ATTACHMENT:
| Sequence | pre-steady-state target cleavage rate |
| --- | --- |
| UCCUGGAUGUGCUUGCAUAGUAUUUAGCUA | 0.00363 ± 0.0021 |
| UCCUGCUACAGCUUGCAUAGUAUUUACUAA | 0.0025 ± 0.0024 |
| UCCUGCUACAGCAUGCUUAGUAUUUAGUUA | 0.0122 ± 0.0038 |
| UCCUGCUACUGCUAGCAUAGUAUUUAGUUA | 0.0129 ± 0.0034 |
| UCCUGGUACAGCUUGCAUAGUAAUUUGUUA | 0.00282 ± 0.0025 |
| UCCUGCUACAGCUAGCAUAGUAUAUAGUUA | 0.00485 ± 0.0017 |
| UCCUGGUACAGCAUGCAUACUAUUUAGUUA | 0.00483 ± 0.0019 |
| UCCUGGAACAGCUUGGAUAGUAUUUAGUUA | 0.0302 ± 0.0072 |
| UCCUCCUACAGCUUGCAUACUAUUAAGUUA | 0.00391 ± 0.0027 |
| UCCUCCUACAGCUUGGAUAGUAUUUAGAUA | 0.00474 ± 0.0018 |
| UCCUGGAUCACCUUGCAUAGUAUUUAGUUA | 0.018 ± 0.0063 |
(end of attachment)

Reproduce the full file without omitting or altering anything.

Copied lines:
| Sequence | pre-steady-state target cleavage rate |
| --- | --- |
| UCCUGGAUGUGCUUGCAUAGUAUUUAGCUA | 0.00363 ± 0.0021 |
| UCCUGCUACAGCUUGCAUAGUAUUUACUAA | 0.0025 ± 0.0024 |
| UCCUGCUACAGCAUGCUUAGUAUUUAGUUA | 0.0122 ± 0.0038 |
| UCCUGCUACUGCUAGCAUAGUAUUUAGUUA | 0.0129 ± 0.0034 |
| UCCUGGUACAGCUUGCAUAGUAAUUUGUUA | 0.00282 ± 0.0025 |
| UCCUGCUACAGCUAGCAUAGUAUAUAGUUA | 0.00485 ± 0.0017 |
| UCCUGGUACAGCAUGCAUACUAUUUAGUUA | 0.00483 ± 0.0019 |
| UCCUGGAACAGCUUGGAUAGUAUUUAGUUA | 0.0302 ± 0.0072 |
| UCCUCCUACAGCUUGCAUACUAUUAAGUUA | 0.00391 ± 0.0027 |
| UCCUCCUACAGCUUGGAUAGUAUUUAGAUA | 0.00474 ± 0.0018 |
| UCCUGGAUCACCUUGCAUAGUAUUUAGUUA | 0.018 ± 0.0063 |